There needs to be a symbiotic relationship between the corporation and all of its stakeholders, whoever they happen to be and I think again that is a change because we’ve been- beaten into us in every MBA program it’s about shareholder value, how do you create shareholder value. It’s about financial metrics and all of those things matter and you can’t get distracted by all of the noise. You still have to run a profitable company because profitable companies allow you to hire more employees, give more back to the communities that you work in and do great things, so you need that profit motive, but then what, so it needs to be the profit motive plus how am I going to create broad stakeholder value as opposed to simply shareholder value.
Question: What has changed in the world such that businesses now have to think more about stakeholder value?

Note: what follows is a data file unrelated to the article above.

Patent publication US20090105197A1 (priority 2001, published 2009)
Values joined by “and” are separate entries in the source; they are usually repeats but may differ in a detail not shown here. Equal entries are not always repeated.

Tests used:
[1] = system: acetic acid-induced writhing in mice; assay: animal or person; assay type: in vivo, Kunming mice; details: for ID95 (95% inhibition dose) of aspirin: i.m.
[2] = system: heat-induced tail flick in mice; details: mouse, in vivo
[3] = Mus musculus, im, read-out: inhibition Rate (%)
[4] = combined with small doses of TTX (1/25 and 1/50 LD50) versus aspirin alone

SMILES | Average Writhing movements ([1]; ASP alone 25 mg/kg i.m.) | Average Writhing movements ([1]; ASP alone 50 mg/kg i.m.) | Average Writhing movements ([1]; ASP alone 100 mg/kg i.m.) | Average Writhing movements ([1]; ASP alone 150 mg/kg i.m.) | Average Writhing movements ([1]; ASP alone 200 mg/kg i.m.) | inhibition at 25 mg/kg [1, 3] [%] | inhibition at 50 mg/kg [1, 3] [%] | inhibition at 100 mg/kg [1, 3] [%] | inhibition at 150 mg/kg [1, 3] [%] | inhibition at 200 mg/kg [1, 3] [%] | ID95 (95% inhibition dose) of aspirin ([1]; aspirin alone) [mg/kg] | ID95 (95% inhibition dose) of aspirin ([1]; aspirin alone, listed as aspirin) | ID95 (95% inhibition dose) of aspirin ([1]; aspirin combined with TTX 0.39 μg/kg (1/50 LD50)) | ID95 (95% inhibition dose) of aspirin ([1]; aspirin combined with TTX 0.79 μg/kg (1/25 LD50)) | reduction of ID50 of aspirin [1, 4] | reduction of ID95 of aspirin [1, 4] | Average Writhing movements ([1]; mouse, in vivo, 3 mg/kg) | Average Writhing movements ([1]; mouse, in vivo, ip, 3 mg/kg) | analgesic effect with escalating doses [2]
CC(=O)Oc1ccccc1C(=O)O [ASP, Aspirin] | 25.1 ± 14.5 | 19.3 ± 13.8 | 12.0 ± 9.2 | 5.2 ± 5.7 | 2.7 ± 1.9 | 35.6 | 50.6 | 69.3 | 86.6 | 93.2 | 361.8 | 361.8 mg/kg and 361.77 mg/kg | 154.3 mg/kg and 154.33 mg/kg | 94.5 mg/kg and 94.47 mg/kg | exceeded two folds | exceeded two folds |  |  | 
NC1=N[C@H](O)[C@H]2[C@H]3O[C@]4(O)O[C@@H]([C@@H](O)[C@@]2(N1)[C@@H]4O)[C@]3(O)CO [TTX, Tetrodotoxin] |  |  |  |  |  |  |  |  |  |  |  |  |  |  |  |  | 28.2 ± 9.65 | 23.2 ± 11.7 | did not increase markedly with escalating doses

Stephen Miles: So what has really changed in the world that we operate in today is this connected real time and I mean real time by the second, information era and CEOs today, everything is captured by the second, by the minute and put up on the web for everybody to see, so you’re literally operating in this aquarium and everybody’s commentary is about you and the decisions that you make and are they consistent with the messaging that you’re giving out, so I refer back to this parasitic versus symbiotic. If you have a message that says you’re a symbiotic company and you’re doing these things you’re going to be called out every single day in real time, every minute whether that is actually true or not, so you have to be consistent and you have to, as I say, you need a redwood behind the veneer because everything you do is going to be tested every day and it’s going to be tested by millions of people and it’s going to be up there forever. There is no sort of tabula rasa; it doesn’t just go to a blank slate after you’re done. It stays up there and is on the record if you will, forever, so as CEOs you need to think differently about how you think about corporate social responsibility, how you think about the messaging and brand of your company because A); you’re going to be tested on it everyday and B); people inside and outside your company are going to evaluate and give you a grade and that grade is a public grade, so I think it’s really, really important for CEOs to take this personally very seriously.